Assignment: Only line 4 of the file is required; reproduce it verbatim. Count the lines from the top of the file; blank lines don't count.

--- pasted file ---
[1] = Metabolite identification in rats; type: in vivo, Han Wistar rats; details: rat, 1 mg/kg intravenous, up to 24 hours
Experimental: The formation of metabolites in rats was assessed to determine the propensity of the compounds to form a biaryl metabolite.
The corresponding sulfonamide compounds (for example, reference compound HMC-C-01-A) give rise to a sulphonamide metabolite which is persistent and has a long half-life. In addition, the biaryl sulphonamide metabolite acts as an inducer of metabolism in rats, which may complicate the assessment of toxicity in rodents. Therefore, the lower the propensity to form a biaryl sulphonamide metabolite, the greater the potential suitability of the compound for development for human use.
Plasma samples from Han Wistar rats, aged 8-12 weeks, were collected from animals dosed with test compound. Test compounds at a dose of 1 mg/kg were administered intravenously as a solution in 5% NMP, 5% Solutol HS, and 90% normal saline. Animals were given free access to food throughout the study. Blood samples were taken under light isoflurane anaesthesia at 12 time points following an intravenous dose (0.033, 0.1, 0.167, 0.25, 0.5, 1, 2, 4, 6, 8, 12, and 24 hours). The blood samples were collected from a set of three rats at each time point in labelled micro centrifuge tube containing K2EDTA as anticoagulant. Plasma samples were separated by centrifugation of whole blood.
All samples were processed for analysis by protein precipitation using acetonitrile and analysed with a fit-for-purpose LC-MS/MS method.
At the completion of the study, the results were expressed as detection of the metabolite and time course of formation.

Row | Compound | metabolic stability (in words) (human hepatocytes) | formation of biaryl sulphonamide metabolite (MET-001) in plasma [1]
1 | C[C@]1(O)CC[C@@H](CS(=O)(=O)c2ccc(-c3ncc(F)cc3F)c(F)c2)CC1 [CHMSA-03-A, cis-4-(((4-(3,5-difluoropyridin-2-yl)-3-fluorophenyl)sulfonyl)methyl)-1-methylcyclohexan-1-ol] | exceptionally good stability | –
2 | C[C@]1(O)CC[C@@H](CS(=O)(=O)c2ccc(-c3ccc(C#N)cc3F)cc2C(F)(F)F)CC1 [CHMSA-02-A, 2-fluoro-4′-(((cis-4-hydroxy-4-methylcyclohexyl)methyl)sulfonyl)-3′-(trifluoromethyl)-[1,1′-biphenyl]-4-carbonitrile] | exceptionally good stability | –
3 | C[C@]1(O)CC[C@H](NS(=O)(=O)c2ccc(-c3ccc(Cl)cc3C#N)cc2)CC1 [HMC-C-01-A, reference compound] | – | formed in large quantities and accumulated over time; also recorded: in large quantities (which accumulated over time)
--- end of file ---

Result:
Plasma samples from Han Wistar rats, aged 8-12 weeks, were collected from animals dosed with test compound. Test compounds at a dose of 1 mg/kg were administered intravenously as a solution in 5% NMP, 5% Solutol HS, and 90% normal saline. Animals were given free access to food throughout the study. Blood samples were taken under light isoflurane anaesthesia at 12 time points following an intravenous dose (0.033, 0.1, 0.167, 0.25, 0.5, 1, 2, 4, 6, 8, 12, and 24 hours). The blood samples were collected from a set of three rats at each time point in labelled micro centrifuge tube containing K2EDTA as anticoagulant. Plasma samples were separated by centrifugation of whole blood.